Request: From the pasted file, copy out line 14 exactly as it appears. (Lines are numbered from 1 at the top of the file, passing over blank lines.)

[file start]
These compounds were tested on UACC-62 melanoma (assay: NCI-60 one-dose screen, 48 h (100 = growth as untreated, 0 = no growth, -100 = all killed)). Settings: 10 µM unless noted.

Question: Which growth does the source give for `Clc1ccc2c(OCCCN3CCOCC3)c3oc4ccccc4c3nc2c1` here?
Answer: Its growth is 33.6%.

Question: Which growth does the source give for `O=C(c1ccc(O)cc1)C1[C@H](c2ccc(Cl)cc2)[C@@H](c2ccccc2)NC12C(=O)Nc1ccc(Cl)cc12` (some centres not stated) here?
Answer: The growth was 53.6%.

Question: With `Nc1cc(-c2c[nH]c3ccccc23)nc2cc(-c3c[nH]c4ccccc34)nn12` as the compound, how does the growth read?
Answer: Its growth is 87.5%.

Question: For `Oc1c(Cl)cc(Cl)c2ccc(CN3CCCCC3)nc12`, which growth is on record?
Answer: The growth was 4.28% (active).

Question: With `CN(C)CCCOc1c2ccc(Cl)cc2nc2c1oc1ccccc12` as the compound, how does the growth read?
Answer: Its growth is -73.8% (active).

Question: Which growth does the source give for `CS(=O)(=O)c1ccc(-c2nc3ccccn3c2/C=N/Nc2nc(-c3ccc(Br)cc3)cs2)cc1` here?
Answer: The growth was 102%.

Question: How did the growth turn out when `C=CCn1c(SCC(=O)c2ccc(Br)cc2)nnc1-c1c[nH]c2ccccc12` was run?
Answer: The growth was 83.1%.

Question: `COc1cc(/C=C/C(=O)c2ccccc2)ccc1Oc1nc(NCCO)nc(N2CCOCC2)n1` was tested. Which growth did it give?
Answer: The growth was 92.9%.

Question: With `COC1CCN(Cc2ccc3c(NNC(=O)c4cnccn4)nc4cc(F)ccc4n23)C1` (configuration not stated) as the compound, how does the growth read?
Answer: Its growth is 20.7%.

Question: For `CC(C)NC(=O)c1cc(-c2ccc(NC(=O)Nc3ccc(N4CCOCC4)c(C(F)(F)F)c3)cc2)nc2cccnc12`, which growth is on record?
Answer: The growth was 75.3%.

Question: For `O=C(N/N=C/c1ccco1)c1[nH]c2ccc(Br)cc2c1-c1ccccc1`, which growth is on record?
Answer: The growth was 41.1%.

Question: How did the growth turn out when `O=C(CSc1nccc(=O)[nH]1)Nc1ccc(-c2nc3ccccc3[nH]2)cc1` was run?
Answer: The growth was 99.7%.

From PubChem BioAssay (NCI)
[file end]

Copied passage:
Question: How did the growth turn out when `C=CCn1c(SCC(=O)c2ccc(Br)cc2)nnc1-c1c[nH]c2ccccc12` was run?